From a health standpoint, if you’ve had a recent medical procedure and you feel the charges are questionable, take a look at Remedy. Just upload your bill and the app identifies potential mistakes, and can negotiate savings for you.
Also, consider deleting the auto-fill option for accounts at online shops. If you’re forced to re-enter your credit card number every time you make a purchase, you’ll think twice about whether you actually need it. And don’t forget to look into the different financial apps available—they’re designed to make your life easier.
4. Simplify life
We’re not saying you should sell everything and move to a tiny house—but take some time to think about what you really need, and what you can do without. You can probably cut your clothing budget without too much trouble. But is it possible to also downsize and relocate to a new apartment in a less trendy but more affordable area? What about clearing out that storage unit you’re blowing $200 on every month?
Simplifying life and decluttering is now akin to a movement—just look at Marie Kondo’s best-selling book The Life-Changing Magic of Tidying Up. A lifestyle that’s less focused on “stuff” can help you save money and, proponents say, fill your life with positive energy.
5. Get to know your debts—intimately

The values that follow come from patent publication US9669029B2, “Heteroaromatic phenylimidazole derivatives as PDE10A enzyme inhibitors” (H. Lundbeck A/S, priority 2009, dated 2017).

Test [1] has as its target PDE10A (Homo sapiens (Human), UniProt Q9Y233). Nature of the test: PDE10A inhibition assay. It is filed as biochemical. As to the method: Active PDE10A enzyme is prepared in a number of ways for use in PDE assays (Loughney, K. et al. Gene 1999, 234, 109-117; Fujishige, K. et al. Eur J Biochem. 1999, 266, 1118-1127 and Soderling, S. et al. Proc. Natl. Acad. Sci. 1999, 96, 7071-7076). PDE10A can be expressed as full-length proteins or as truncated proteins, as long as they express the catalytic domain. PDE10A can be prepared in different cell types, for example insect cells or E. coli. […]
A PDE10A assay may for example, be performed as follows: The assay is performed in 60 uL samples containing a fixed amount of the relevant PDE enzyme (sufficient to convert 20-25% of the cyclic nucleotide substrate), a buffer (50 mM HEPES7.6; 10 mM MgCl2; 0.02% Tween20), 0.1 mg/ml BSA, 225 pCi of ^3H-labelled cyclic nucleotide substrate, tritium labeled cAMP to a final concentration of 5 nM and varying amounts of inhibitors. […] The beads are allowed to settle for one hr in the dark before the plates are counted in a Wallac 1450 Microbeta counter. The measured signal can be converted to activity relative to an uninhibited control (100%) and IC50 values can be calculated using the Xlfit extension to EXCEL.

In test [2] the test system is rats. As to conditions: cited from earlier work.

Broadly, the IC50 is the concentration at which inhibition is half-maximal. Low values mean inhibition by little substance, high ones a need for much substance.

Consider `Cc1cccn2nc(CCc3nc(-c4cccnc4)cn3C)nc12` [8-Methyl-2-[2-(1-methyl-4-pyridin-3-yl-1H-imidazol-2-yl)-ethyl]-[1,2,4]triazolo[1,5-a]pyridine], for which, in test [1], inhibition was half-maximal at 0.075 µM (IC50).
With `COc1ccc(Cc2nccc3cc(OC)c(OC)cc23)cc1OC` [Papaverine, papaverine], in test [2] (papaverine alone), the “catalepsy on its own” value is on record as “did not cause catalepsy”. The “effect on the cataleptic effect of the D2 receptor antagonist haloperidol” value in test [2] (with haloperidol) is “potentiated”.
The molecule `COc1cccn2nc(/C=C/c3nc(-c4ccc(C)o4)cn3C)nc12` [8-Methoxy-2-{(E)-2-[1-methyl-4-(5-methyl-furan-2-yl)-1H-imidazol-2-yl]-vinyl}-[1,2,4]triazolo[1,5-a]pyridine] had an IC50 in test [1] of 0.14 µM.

Being your own CFO means that your finances—including your debt—are under your control. So, crack the whip by tackling your highest interest debt first, including credit card, and student loan debt. If you don’t know your interest rates, it’s time to look them up and devise a payment plan. Perhaps you can even qualify for a personal loan or student loan refinancing.
Also, take a look at your debt to income ratio—your monthly debt payments divided by your gross monthly income. Let’s say your gross monthly income is $7,000, but each month you pay out $1,500 for rent, $600 for credit card bills, $500 for student loan payments, and $600 for other debt. Your debt to income ratio is 46% ( $3200 divided by $7000). A high debt to income ratio—typically over 43%—makes you riskier to potential lenders, and can cost you a new loan with a good rate. Imagine bringing your rent down to $1200, knocking $200 off that credit card payment each month, and bringing your student loans down to $300; your debt to income ratio would decrease to just 36%. Sure, you’ll still have work to do, but it’s an improvement.
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Keep your eyes on the prize
Once you’ve got a plan, it’s just a matter of staying on track. Create a budget you’re comfortable with, and stick to it. Then, reward yourself for small victories, and focus on your long-term goals. Successful CFOs are always looking at the big picture—you should do the same.
Finally, don’t forget to share what you’ve learned; you probably know someone who could use the advice. Support and encourage your friends, and then help each other stick to individual goals. By surrounding yourself with like-minded people, you’ll get ahead faster.
Once you start bringing your cash flow into the positive, it’s time to start generating cash for the long term. Learn more about how an investing account with SoFi can help.